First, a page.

6. Isolators

The switchgear isolator or disconnector switch connects or disconnect an electrical circuit. It effectively isolates a faulty circuit from the healthy ones, or it can be used when a circuit has to be isolated for maintenance purposes.

7. Surge Arresters

A surge arrester is a device that helps to protect electrical equipment from voltage spikes. A voltage spike is a sudden increase in voltage that can damage equipment. The arrester works by diverting the extra voltage away from equipment and into the ground.

8. Instrument Transformers

These include current and voltage transformers. A switchgear transformer can act as a metering and protection device, enabling switchgear to perform its function. Current transformers lower current, while voltage transformers, also called potential transformers, lower voltage.

9. Auto Reclosers and Sectionalizers

An auto-recloser in medium voltage switchgear automatically reconnects a power line or circuit after an electrical fault has been cleared. A sectionalizer’s function, on the other hand, is to isolate a section of a circuit so that it can be repaired without affecting the rest of the circuit.

Pad-mount medium voltage switchgear
Pad-mount medium voltage switchgear
Resource: ttp://electricalengineeringtour.blogspot.com

Types of Medium Voltage Switchgear

Medium voltage switchgear design can take many forms, with features varying from insulation medium to whether an enclosure is used or not. That, in turn, means a variety of different types of medium voltage switchgear on the market. Here is a list of the most common.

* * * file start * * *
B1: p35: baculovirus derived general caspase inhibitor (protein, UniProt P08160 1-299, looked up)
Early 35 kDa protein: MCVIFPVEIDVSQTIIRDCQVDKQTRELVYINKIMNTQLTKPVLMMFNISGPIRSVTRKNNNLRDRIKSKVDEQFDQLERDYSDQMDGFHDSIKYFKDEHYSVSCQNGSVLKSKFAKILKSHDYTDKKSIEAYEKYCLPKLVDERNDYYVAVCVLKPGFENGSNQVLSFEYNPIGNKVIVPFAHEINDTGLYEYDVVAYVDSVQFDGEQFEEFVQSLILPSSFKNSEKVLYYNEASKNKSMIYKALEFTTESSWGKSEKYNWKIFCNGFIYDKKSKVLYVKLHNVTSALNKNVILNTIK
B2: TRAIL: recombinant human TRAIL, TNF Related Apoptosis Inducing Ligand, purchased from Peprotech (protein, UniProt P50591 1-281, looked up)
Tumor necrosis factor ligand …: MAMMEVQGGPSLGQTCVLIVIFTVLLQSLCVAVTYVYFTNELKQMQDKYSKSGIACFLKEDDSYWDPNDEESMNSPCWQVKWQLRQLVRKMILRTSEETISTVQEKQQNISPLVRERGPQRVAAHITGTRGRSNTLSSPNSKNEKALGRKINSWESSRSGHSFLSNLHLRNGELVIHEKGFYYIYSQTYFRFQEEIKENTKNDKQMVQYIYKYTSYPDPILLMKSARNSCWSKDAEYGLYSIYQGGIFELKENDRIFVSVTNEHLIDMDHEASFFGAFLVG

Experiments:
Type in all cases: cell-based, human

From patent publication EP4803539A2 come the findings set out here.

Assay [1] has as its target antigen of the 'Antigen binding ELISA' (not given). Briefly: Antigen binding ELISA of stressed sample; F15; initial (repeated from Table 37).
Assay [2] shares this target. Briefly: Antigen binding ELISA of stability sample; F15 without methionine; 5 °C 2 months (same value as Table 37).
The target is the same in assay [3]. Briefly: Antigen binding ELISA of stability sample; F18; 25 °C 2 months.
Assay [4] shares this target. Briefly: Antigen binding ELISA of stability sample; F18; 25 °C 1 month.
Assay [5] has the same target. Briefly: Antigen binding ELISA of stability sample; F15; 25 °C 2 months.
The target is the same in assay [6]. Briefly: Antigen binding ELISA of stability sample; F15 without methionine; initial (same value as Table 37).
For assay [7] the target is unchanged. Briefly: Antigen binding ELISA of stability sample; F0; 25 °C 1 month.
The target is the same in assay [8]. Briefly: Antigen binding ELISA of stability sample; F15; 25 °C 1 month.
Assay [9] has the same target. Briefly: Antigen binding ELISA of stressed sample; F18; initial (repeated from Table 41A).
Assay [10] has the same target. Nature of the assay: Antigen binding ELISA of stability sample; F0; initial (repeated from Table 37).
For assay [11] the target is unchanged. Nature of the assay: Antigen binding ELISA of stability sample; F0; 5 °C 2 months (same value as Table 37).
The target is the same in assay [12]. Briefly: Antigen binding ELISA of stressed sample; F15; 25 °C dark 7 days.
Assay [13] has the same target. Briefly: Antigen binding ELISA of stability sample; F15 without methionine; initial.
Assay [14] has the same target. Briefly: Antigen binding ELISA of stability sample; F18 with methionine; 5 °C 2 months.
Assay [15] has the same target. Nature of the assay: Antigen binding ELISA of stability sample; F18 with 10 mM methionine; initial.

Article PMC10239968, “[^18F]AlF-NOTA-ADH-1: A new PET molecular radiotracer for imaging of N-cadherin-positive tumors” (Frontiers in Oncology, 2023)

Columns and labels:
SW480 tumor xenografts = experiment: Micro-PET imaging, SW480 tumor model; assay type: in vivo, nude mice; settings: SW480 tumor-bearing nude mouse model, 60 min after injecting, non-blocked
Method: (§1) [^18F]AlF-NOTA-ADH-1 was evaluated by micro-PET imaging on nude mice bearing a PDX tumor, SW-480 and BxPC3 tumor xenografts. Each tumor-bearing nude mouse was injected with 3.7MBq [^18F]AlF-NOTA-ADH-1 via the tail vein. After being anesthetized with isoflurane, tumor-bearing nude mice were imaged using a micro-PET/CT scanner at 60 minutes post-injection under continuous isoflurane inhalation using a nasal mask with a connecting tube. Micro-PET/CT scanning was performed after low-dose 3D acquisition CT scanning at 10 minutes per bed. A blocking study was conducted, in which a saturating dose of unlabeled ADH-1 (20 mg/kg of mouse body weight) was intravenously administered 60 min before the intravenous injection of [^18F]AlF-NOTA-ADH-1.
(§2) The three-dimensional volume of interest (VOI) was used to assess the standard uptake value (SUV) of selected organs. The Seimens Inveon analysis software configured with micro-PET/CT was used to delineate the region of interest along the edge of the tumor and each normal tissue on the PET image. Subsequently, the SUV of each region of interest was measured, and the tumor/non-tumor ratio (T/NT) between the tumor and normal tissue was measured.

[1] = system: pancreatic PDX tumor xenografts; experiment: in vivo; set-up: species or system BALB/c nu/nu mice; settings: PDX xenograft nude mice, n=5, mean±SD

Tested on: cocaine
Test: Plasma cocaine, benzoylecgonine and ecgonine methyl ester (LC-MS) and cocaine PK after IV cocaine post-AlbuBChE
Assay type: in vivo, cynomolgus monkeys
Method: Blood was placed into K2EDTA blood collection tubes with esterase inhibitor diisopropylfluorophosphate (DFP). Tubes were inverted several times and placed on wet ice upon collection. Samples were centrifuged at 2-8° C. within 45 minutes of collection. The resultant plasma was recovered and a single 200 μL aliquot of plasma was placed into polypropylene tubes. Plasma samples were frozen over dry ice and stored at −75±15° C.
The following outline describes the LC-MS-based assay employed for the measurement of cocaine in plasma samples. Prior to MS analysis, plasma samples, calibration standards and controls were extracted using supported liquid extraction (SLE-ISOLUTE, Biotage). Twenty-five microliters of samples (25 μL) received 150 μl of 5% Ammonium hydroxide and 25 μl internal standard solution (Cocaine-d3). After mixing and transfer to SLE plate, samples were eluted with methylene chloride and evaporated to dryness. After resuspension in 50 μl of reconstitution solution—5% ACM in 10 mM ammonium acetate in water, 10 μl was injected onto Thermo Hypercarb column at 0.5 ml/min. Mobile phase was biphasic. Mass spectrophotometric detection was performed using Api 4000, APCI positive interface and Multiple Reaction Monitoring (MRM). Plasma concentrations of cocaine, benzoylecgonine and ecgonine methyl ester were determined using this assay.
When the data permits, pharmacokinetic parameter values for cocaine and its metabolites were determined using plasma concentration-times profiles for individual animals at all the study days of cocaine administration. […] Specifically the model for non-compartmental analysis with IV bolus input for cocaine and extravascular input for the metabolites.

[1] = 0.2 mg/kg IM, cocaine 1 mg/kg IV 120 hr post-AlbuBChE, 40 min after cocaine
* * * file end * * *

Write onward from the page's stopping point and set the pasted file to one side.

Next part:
1. Gas Insulated Switchgear (GIS)

GIS is insulated using gas, such as SF6 or a combination of SF6 and other gases. This switchgear comes in the form of fully enclosed devices with gas as the insulating medium. Gas insulation allows the gap between breakers to be much smaller. This makes gas insulated, medium voltage switchgear more compact and installable in tighter spaces.

2. Air Insulated Switchgear (AIS)

Air insulated switchgear uses air as the insulating medium, which is why it is often referred to as “air-break” switchgear. The switchgear is less expensive than the gas type. However, the breaker gap must increase, seeing that air is not as good an insulator as gas. These types of equipment are, therefore, normally installed outdoors.

3. Solid Dielectric Switchgear

As the name suggests, this type of MV switchgear is insulated using solid materials, such as porcelain or glass. This makes it more robust than other types of MV switchgear and resistant to weather and environmental conditions. However, it also makes it more expensive and less flexible than other types of switchgear.

4. Oil Insulated Switchgear

Oil insulated switchgear utilizes oil as the insulating medium. Oil is a good insulator— and relatively inexpensive. However, it is flammable and can be damaging to the environment. As a result, oil insulated MV switchgear is not as common today.

5. Metal Enclosed Switchgear

This medium voltage switchgear uses an external metal enclosure to provide mechanical protection. The internal components are, therefore, not exposed. This makes it more resistant to the environment and tampering. Metal enclosed switchgear is often used in industrial and commercial applications.

6. Metal Clad Switchgear

Metal clad switchgear is similar to metal enclosed switchgear, except that the internal components are also enclosed in metal enclosures. The enclosed compartments are further grounded and designed to be draw out cabinets.

7. Pad Mounted Switchgear